"Into the Valley of Death..." Top 5 Page for this destination Death Valley National Park by SteveOSF
Death Valley National Park Travel Guide: 946 reviews and 2,204 photos
We visited Death Valley National Park in late April of 2007. Fortunately we were not too late in the season and were lucky to have temperatures lower than what is possible for that time of year. Spending two nights in the park at Furnace Creek Ranch, we found plenty of sights and activities to fill the days.
Death Valley is not the barren wasteland that that many envision. It is arid, but yet many forms of vegetation grow throughout much of the park. Wild animals like rabbit and coyote can be seen. The stark landscape is varied and picturesque. The park's vivid, unique scenery offer many spectacular views. Opportunities to explore abound.
Death Valley received Federal protection when it was proclaimed a National Monument in 1933. In 1994 it was dedicated as a national park and became part of the National Park Service.
The Timbisha ("red rock facepaint"), formerly known as the Panamint Shoshone, are Native Americans who have inhabited Death Valley for over a thousand years.
During the Gold Rush in October of 1849, a group of wagons arrived in Salt Lake City with hopes on traveling to California. It was too late in the year to try to cross the Sierra Nevada Mountains. Not wanting to wait until the passage of winter, they took their chances with the Old Spanish Trail to the south. After two weeks they were moving slower than most had expected, when they encountered a man with a map made by John Fremont. The map showed a 500 mile shortcut across the desert to a mountain pass.
Most of the wagons elected to use the shortcut; however an early obstacle sent most of them back to the original group still traversing the Old Spanish Trail. About 20 wagons continued with the shortcut. Unfortunately, the man with the map grew impatient with the progress of the wagons and abandoned them during the night. The pioneers decided to continue on even without a map, figuring all they had to due was to head west and find the pass.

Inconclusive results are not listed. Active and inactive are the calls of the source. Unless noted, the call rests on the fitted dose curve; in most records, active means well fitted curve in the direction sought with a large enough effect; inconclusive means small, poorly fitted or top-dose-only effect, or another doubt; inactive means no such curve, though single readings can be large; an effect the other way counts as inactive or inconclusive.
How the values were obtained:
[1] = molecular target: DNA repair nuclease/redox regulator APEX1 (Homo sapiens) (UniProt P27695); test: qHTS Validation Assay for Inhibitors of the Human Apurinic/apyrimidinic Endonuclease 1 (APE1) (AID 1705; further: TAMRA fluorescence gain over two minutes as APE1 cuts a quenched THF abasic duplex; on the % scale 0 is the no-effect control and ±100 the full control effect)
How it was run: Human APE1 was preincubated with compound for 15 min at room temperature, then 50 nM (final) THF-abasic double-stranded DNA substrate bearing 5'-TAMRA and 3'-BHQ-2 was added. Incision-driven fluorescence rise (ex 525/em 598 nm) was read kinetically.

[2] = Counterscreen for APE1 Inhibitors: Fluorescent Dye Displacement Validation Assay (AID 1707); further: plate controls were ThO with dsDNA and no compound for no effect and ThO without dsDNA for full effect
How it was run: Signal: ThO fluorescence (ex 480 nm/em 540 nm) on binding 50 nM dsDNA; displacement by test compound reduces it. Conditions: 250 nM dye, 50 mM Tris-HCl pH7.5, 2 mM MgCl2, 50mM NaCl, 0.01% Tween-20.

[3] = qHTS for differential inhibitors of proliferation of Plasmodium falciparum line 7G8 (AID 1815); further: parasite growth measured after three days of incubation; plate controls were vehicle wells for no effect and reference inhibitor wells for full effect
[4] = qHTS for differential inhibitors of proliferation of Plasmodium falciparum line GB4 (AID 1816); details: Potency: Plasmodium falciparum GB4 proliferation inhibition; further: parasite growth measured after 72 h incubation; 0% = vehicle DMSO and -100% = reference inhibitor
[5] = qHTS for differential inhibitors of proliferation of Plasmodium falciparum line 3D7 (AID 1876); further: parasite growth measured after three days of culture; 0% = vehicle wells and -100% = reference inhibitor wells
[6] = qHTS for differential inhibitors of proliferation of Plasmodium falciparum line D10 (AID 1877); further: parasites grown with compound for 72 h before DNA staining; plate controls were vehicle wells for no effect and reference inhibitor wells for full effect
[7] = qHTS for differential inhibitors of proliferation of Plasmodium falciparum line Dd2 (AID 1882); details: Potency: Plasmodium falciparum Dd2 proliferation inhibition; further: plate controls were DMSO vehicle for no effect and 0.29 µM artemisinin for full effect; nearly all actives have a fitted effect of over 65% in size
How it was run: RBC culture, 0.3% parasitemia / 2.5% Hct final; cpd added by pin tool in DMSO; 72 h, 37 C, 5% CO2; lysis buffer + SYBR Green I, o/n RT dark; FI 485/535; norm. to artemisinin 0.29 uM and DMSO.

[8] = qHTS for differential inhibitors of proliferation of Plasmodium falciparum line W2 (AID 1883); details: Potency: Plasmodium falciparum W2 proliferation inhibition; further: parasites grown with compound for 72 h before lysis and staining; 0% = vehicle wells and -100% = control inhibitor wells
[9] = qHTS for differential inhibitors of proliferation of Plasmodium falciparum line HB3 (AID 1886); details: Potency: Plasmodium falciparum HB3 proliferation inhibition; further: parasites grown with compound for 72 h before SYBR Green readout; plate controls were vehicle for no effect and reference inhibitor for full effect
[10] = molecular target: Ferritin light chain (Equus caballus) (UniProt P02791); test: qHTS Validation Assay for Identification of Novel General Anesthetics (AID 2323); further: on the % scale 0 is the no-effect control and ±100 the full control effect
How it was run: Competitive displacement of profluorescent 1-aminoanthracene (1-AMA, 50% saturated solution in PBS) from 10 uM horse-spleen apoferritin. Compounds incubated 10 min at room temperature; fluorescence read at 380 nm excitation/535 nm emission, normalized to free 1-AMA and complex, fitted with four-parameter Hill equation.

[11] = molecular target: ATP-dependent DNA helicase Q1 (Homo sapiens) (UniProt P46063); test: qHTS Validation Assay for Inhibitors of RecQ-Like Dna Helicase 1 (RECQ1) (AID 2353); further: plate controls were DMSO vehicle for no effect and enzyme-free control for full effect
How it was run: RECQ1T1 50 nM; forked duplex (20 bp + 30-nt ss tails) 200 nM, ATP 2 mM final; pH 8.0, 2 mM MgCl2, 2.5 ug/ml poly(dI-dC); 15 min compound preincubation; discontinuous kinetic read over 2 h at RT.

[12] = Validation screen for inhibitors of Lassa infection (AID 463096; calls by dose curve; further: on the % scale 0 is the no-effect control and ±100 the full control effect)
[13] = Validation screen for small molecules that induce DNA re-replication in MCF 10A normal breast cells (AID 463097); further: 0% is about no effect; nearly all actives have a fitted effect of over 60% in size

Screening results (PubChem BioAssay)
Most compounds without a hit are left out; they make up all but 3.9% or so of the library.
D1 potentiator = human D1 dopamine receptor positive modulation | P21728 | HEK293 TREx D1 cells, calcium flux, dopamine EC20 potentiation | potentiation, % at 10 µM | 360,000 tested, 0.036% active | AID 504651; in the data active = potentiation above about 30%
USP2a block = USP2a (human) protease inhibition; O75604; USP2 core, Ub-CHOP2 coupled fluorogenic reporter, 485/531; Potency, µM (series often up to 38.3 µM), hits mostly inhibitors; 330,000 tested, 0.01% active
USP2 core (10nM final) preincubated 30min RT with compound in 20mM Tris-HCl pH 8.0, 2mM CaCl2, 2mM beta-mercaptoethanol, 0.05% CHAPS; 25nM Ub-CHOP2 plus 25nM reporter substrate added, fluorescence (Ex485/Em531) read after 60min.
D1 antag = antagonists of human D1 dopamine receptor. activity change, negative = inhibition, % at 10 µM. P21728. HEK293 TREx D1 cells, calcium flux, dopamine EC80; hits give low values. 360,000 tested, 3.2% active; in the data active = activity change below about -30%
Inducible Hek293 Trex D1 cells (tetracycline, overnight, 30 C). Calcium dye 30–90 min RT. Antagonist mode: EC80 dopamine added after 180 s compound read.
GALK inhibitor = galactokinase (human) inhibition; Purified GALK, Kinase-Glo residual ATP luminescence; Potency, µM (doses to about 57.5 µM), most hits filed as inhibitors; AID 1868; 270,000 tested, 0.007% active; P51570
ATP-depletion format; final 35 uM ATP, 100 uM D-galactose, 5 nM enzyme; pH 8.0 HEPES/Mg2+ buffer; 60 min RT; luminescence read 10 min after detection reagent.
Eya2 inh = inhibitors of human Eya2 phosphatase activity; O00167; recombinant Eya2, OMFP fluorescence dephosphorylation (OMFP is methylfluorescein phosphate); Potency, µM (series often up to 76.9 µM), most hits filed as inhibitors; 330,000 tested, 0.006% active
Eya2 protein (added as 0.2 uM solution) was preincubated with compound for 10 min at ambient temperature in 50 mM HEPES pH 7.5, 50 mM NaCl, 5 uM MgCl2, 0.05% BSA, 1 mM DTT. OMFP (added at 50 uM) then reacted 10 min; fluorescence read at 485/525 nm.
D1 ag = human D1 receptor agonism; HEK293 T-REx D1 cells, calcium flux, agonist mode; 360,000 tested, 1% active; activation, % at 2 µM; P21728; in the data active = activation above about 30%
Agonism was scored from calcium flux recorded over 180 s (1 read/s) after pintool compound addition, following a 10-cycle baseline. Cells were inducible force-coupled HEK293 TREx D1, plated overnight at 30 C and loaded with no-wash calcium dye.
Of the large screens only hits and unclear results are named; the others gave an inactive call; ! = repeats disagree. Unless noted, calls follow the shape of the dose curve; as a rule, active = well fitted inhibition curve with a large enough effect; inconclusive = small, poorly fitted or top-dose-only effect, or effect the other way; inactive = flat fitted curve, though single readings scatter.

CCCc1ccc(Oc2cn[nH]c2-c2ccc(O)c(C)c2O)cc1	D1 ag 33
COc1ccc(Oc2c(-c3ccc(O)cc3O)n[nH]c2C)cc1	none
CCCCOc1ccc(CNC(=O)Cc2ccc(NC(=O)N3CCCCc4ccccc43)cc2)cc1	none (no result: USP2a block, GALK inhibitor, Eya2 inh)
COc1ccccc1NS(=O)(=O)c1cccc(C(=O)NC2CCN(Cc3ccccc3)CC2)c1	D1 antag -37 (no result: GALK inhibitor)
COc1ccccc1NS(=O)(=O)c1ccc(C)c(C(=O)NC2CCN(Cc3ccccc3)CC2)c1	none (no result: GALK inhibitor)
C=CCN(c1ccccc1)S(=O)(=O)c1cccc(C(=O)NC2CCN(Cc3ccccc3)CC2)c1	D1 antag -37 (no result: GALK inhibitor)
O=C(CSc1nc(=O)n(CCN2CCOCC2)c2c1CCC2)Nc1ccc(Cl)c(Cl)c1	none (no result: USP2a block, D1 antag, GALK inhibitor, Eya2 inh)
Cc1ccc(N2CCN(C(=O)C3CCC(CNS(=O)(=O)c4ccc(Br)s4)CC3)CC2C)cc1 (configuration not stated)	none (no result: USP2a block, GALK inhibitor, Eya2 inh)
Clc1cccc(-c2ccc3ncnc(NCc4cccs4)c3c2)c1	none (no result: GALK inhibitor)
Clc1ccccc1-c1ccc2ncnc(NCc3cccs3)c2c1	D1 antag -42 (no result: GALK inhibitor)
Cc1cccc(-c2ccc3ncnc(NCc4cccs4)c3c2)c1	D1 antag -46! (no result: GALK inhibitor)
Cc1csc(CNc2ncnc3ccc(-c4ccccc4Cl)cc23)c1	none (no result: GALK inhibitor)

Thus it was that during Christmas week of 1849 that the first non Native Americans discovered Death Valley. For the next two months they had to cross Death Valley on while on the brink of starvation, with little available water, and with insufficient forage for their animals. Apparently they were saved from dying of thirst by a snowstorm. Despite the hardships they encountered, only one person of the group perished in Death Valley. Legend has it that the name Death Valley was coined by one of these weary travelers as they said goodbye to the arid wilderness.
Prospecting and mining for gold, silver, and minerals soon followed. However, borax mining became Death Valleys claim to mining fame. "Twenty mule teams" (which actually consisted of two horses and eighteen mules) hauled borax 165 miles away to the railroad.
Today Death Valley is set aside as a park, and hopefully this unique landscape will be preserved.
- Cons:A little on the warm side.
- In a nutshell:With its diverse landscapes, there is more to see than one might imagine.
Furnace Creek has a fair size gift shop as well as a general store. more travel advice
We had a very enjoyable meal in this steakhouse that is more upscale than the cafe in Furnace Creek. It has nice... more travel advice
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